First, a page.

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Concours Snobs Get Snobby

May 21, 13 • by Craig Fitzgerald • Featured, News, Publishing13 CommentsRead More »

LebowskiSo I wrote a piece for Bold Ride the other day about why I thought concours events blow. I assumed I was going to lure in a few folks to tell me I how I was wrong and that was going to be the end of it. Turns out it was a bigger deal than I imagined.Turns out one of the commenters was Bill Warner, the guy who founded and runs the Amelia Island Concour D’Elegance.

Bill warner1


I’m a crotchety old crank ranting on a website most people have never heard of. Why the founder of such an event would bother to log on to yell at me for my opinion is part of the reason I think these events are such a bore.

I like rockabilly and surf rock. I fully expect that people are not going to get it and poke fun at me. I like it. Not everybody has to.

Then there’s this guy:

Eric Killoran

First off, the idea that a youngster may be in attendance at an event like this is silly. Kids aren’t losing interest in cars in spite of events like these. They’re losing interest in cars because of events like these.

Look at this photo.

Pebble Beach Crowd

Yeah, look at all those kids enjoying themselves.

Why there’s nothing like getting dressed up like you’re going to church and standing around on a golf course looking at cars behind velvet ropes to pull the kids away from their video games.

These are not events for kids. They’re for old white guys who can afford the $225 — in advance. $275 at the gate — entry fee.

I’ve done more to get kids interested in cars by myself than any of these events, because I actually let the kids touch the goddamned car. When I used to pick my son up at daycare in my ’68 Riviera, I’d let all of his buddies climb all over it. My nine-year-old daughter’s friends all want their parents to buy 1996 Buick Roadmaster Estate Wagons because I’ve driven them all over hell’s half-acre in it, stopping every three miles so they all got a chance to sit in the way-back and the middle seat up front. Those kids will walk right past a 911 Carrera 4 to sit in that $3,000 shitbox.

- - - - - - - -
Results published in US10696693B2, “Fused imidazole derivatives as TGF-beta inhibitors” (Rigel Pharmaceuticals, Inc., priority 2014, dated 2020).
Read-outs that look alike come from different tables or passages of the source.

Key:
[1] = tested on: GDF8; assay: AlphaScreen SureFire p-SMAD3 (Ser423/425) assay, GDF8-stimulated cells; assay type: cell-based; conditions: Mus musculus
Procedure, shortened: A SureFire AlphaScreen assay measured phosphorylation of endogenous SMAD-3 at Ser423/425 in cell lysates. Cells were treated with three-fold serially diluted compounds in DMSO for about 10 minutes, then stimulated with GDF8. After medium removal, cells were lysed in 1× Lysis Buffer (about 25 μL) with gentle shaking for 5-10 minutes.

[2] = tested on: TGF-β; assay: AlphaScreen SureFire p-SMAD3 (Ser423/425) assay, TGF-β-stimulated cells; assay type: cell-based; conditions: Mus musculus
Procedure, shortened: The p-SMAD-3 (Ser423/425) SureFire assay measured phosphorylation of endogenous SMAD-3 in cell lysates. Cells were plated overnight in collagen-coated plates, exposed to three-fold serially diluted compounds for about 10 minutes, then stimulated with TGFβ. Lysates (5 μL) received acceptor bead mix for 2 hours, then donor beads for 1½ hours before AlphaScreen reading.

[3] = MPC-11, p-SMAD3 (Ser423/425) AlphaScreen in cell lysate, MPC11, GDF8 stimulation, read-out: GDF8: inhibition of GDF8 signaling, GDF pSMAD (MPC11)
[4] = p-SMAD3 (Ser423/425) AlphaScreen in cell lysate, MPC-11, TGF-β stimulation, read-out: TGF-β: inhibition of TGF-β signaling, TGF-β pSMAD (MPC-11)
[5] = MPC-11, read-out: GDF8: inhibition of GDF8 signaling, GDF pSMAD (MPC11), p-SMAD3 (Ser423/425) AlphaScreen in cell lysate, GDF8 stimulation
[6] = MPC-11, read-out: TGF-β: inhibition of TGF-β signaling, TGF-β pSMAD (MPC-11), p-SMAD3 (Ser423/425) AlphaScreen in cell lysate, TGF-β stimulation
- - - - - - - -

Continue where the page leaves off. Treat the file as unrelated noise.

Here’s my second thing with Eric Killoran:

He publishes a blog called CarPubInsider that purported to be “ground zero for the latest news and success tips for publishers, advertisers, and web specialists,” and seemed to be particularly jubilant whenever it had bad news to report about the publication I worked for.

Look, plenty of people didn’t like the magazine. We didn’t cover cars you liked, or covered too many cars you didn’t like, whatever. I get it. As my dad was fond of saying, “there’s an ass for every saddle.” For some people, Hemmings Sports & Exotic Car was the right fit. For a lot of people it wasn’t. So be it.

But CarPubInsider seemed to have a particularly dull axe to grind with Hemmings as an entity. In amongst the pitches for his own cars for sale and his prospecting for advertisers, Killoran took up an awful lot of time hacking away at Hemmings Publishing, and the magazine I edited. To wit:

“Rumors about Hemmings’ killing Sports & Exotic Car were rife in recent months. Furrin car titles are a fickle lot and their audiences more so. Sports Car Market has that figured out. A subsequent SEC redesign stopped short of a needed rehab of the magazine’s marketing campaign. The jury is out on whether this title will survive with soulless marketing and lack of core vision.”

“If Hemmings Digital becomes as short-lived as I anticipate, it might be more attributable to lousy marketing than the inherent trend away from eZines.”

“Old Cars Weekly, Hemmings Motor News and Cars & Parts are among the top dogs critically vulnerable to this perfect storm. The coming 12-18 months should see significant adjustments with publishers slow to react to the online tsunami.”

It’s funny that all of the Hemmings titles are still being published years later, right?

When there was positive news to report — for example, Hemmings Sports & Exotic Car and all of the other Hemmings titles were some of the few automotive magazines on the newsstand that saw significant gains every year during the zenith of the economic downturn — it was buried in predictions that magazines as a whole were well and truly screwed. In a 715 word diatribe here, our success was limited to seven words, including the title of the magazine.